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The effects of corruption on foreign direct investment inflows: Some empirical evidence from less developed countries


Azam, Muhammad and Ahmad, Siti Aznor (2013) The effects of corruption on foreign direct investment inflows: Some empirical evidence from less developed countries. Journal of Applied Sciences Research, 9 (6). pp. 3462-3467. ISSN 1819-544X

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Abstract

This study investigates the effect of corruption on incoming Foreign Direct Investment (FDI) in a set of 33 Less Developed Countries (LDCs) over the period; 1985 to 2011.Using panel data approach, this study reveals that the significant factors influencing FDI inflows in LDCs are corruption index, market size and inflation rate. Results are in line with the hypotheses of the study. Multinational corporations (MNCs) tend to avoid countries with high corruption rates, which in turn, ineluctably, reduces incoming FDI. The findings suggest that lesser foreign investments receiving countries need to create a better conducive environment for MNCs by concentrating on some of the significant factors identified by the present study. In the same vein, increased and sustainable efforts geared towards mitigating corruption at all levels in the countries, must be put in place to encourage FDI inflows.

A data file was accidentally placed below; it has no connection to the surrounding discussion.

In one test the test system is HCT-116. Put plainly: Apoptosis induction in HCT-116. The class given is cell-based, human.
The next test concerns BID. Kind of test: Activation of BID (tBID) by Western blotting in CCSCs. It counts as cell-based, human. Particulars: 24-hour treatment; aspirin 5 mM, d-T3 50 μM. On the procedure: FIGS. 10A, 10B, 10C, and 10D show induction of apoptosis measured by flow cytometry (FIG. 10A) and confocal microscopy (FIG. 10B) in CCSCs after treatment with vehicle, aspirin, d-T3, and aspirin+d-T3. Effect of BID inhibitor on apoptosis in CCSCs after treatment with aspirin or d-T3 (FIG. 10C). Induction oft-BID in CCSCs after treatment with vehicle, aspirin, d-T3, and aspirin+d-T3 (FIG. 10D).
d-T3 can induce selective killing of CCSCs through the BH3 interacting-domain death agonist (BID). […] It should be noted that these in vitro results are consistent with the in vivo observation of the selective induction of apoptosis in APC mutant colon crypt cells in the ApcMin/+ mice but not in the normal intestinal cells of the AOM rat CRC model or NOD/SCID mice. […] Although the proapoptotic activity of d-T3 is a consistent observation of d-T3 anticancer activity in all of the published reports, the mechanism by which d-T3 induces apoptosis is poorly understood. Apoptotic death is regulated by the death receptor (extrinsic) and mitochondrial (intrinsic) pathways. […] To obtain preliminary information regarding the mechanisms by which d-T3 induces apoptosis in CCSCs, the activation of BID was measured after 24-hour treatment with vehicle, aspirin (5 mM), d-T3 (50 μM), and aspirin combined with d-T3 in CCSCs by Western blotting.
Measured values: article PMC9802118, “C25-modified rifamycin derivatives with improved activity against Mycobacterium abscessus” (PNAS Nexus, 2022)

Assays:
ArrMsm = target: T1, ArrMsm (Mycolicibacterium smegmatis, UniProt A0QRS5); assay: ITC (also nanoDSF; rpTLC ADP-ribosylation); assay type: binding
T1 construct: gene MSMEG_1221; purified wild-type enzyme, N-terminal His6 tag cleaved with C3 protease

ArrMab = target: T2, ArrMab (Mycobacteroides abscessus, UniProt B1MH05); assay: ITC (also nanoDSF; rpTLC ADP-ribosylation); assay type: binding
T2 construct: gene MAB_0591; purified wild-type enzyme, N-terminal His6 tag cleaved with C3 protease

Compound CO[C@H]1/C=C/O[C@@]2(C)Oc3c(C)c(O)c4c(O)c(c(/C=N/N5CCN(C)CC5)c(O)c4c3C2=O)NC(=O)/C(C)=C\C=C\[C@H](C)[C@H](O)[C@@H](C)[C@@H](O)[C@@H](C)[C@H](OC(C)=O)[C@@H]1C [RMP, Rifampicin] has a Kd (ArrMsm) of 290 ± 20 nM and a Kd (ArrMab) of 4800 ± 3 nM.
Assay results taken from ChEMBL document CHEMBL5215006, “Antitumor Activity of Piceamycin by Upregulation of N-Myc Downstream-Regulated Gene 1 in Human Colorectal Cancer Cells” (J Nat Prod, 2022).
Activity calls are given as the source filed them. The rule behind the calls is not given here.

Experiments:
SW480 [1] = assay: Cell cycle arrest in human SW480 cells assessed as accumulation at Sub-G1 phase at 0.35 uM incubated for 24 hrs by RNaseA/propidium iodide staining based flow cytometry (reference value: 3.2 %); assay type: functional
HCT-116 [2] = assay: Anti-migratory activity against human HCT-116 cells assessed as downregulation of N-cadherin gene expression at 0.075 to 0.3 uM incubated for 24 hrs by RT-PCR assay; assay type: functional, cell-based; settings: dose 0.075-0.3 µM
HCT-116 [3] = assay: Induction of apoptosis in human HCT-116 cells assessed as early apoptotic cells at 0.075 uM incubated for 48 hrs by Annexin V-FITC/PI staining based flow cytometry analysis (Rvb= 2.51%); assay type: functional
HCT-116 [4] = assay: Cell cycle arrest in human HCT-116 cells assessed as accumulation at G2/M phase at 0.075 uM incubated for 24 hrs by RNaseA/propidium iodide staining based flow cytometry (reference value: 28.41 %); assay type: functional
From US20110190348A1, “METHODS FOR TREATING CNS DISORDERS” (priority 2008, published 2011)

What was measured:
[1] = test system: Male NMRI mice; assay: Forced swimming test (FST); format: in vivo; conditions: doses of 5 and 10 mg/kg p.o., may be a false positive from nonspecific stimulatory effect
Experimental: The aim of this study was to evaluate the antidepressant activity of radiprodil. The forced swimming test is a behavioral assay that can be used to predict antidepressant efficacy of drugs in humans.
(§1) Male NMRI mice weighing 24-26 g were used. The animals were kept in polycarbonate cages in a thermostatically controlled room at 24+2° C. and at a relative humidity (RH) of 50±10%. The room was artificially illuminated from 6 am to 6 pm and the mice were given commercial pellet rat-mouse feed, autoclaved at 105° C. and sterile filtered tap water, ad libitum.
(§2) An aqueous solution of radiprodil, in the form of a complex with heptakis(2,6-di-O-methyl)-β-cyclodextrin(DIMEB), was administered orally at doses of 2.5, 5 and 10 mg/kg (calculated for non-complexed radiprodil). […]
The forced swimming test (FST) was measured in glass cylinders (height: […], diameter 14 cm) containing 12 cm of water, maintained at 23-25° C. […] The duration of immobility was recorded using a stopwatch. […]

Item Type: Article
Uncontrolled Keywords: Corruption, FDI inflows, Economic Growth, Less Developed Countries
Subjects: H Social Sciences > HC Economic History and Conditions
Divisions: School of Economics, Finance & Banking
Depositing User: Dr. Muhammad Azam
Date Deposited: 30 Dec 2014 02:00
Last Modified: 18 Apr 2016 02:14
URI: http://repo.uum.edu.my/id/eprint/12907

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